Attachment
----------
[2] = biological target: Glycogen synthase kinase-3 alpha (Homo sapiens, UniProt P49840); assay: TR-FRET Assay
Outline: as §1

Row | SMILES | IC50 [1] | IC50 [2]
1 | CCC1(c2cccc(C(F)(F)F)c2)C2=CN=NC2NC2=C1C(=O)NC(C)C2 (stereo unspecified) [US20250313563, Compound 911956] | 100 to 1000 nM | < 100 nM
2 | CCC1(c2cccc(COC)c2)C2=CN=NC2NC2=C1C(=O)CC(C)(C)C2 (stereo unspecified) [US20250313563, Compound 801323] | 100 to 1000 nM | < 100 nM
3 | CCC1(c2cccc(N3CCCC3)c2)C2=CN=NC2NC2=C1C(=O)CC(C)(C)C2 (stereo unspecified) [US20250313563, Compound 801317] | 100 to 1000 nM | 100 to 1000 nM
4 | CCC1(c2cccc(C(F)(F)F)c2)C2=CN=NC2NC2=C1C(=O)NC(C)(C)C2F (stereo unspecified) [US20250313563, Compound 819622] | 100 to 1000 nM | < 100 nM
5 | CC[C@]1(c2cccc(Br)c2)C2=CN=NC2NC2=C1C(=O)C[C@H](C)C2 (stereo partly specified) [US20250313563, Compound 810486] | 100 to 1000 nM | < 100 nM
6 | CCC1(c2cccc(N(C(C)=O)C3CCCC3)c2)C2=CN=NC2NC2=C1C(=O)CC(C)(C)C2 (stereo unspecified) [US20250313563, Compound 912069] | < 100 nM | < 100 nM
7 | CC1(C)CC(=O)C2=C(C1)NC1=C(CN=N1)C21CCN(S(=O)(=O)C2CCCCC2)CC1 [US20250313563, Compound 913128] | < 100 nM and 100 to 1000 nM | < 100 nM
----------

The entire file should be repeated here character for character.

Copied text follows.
[2] = biological target: Glycogen synthase kinase-3 alpha (Homo sapiens, UniProt P49840); assay: TR-FRET Assay
Outline: as §1

Row | SMILES | IC50 [1] | IC50 [2]
1 | CCC1(c2cccc(C(F)(F)F)c2)C2=CN=NC2NC2=C1C(=O)NC(C)C2 (stereo unspecified) [US20250313563, Compound 911956] | 100 to 1000 nM | < 100 nM
2 | CCC1(c2cccc(COC)c2)C2=CN=NC2NC2=C1C(=O)CC(C)(C)C2 (stereo unspecified) [US20250313563, Compound 801323] | 100 to 1000 nM | < 100 nM
3 | CCC1(c2cccc(N3CCCC3)c2)C2=CN=NC2NC2=C1C(=O)CC(C)(C)C2 (stereo unspecified) [US20250313563, Compound 801317] | 100 to 1000 nM | 100 to 1000 nM
4 | CCC1(c2cccc(C(F)(F)F)c2)C2=CN=NC2NC2=C1C(=O)NC(C)(C)C2F (stereo unspecified) [US20250313563, Compound 819622] | 100 to 1000 nM | < 100 nM
5 | CC[C@]1(c2cccc(Br)c2)C2=CN=NC2NC2=C1C(=O)C[C@H](C)C2 (stereo partly specified) [US20250313563, Compound 810486] | 100 to 1000 nM | < 100 nM
6 | CCC1(c2cccc(N(C(C)=O)C3CCCC3)c2)C2=CN=NC2NC2=C1C(=O)CC(C)(C)C2 (stereo unspecified) [US20250313563, Compound 912069] | < 100 nM | < 100 nM
7 | CC1(C)CC(=O)C2=C(C1)NC1=C(CN=N1)C21CCN(S(=O)(=O)C2CCCCC2)CC1 [US20250313563, Compound 913128] | < 100 nM and 100 to 1000 nM | < 100 nM